Monday, July 6, 2015

Cycling Deaths Fatalities Cycling Safety Cycling Safely Report to VicRoads recommends "cyclists be blameless in any crash with a driver" Herald Sun June 25th 2015 "Making it easier for Cyclists to get killed or seriously injured" Cycling Participation Negligence Public Liability Civil Liability


“Our review of cycling deaths shows that cyclists who break the law 

are much more likely to be killed or seriously injured.”



Bicycle Victoria's Report into Cycle Deaths in Victoria 2002



“Cyclists who break the law are doing themselves and other cyclists no favours 

with their behaviour.” 


Bicycle Victoria as previously stated on its website



Should cycling safety be about blame?

or responsibility for a cyclist's own safety and reducing the risk of road trauma?

The Australian Transport Safety Bureau (2006) found that cyclists were responsible for a majority (60%) of fatal cycle crashes.

Being deemed "technically blame-less" in a fatal collision

doesn't bring a cyclist back from the dead!


Pete Dowe
Road Safety Advocate




"In over 60 per cent of (fatal) crashes, the cyclist was deemed to be ‘responsible’ for the
action that precipitated the fatal crash.

This was particularly the case in crashes at intersections where the cyclist was either riding through the intersection on the road or moving from the footway onto the intersection. 

Cyclists were also found to be primarily responsible in other crashes where the cyclist moved from the footway to the road." 


Australian Transport Safety Bureau (ATSB) 2006

http://www.infrastructure.gov.au/roads/safety/publications/2006/pdf/death_cyclists_road.pdf
 



Report to VicRoads recommends cyclists be blameless in any crash with a driver

Cars, bikes: Keeping the peace on the road

Cars, bikes: Keeping the peace on the road
CYCLISTS should be blameless in any crash involving drivers, an independent report into overhauling Victoria’s road rules recommends.
It was also suggested police be given powers to issue on-the-spot fines to cyclists who ride while talking on their mobile phone and riders not in single file on windy and narrow roads.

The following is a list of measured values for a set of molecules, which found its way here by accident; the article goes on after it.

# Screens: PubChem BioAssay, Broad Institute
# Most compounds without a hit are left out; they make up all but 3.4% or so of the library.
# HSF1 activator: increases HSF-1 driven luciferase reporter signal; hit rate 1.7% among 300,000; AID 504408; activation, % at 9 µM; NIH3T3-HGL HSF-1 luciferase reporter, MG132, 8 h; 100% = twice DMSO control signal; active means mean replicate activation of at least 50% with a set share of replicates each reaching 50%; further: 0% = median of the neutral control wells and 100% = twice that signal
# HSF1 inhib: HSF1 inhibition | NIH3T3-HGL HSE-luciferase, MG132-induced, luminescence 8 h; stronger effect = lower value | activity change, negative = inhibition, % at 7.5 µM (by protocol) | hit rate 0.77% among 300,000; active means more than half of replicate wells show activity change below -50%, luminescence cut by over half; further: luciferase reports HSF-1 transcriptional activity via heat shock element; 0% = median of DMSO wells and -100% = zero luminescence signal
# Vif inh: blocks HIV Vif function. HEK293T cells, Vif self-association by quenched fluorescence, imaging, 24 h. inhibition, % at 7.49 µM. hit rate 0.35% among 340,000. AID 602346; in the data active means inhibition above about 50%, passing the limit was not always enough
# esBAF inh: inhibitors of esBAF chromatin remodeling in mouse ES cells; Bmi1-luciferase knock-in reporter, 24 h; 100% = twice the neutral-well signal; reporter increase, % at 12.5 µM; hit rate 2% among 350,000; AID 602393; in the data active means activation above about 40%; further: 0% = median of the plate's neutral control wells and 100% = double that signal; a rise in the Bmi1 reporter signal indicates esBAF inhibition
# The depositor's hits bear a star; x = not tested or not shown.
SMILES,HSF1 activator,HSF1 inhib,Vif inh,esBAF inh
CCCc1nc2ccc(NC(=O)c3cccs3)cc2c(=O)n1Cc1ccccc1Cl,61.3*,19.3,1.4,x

A host of changes to road rules has been recommended to VicRoads as part of the wideranging cycling road rules review it commissioned.
CYCLIST’S VIEW: MOTORISTS THINK THEY OWN THE ROAD




DRIVER’S VIEW: CYCLISTS MAKE LIFE HELL ON EARTHAmong proposed changes are laws allowing cyclists to ride in bus lanes, permitting riders of any age to ride on a footpath if with a child under 12 years old and making it easier to stage a cycling event.But a change requiring drivers to leave at least 1m when passing cyclists will not be considered.
The report found there would be strong opposition to any law requiring cyclists to ride s
The report found there would be strong opposition to any law requiring cyclists to ride single file.
In a bid to address the ongoing road war between motorists and riders, it was recommended an education campaign start alerting drivers and riders to use horns only when needed and motorists to be mindful when opening their car door.
One change would allow cyclists to ride on footpaths with children
Councils surveyed urged Victoria should follow in the footsteps of the Netherlands and introduce “strict liability” where drivers are automatically at fault if they collide with a cyclist.
What do you think? Have your say below.
Council officers also suggested riders being allowed to ride through pedestrian crossing without having to dismount and raising the prospect of permitting riders to turn left at red lights.
These council reforms did not form part of the final recommendations.
There were 10,450 people and most, especially bike riders, did not view cycling as safe in Victoria, citing drivers’ negative attitudes towards cyclists, lack of riding infrastructure, fears of car doorings and problems with road design.
“Participants agreed there are significant barriers to bicycle riding in Victoria. The main barriers were thought to be the lack of respect shown to bicycle riders and the lack of bicycle riding infrastructure,” the report said.
Cyclists talking on mobile phones is illegal but riders can only be taken to court and penalised, making it difficult for police to enforce the law.
It would bring consistency when enforcing the law for drivers and riders.
It is also suggested that when motorists are turning left, they be required to give way to cyclists who had a green bicycle crossing light.
The report found strong opposition to introducing licensing and registration for bicycles, and there would be heavy “resistance” if any laws changed requiring cyclists to ride single file.
Data contained in the report shows between 2004 and 2013 there were 29,181 cycling-related crashes with 84 people killed and 4447 receiving serious injuries.
aleks.devic@news.com.au
Twitter: @AleksDevic
Cyclists who talk on phones while riding may soon face on-the-spot fines.
Cyclists who talk on phones while riding may soon face on-the-spot fines. 


http://m.heraldsun.com.au/news/victoria/report-to-vicroads-recommends-cyclists-be-blameless-in-any-crash-with-a-driver/story-fni0fit3-1227413057481

Community Safety Family Violence Royal Commission into Family Violence "Fighting Against Abuse" Herald Sun June 30th 2015









Herald Sun June 30th 2015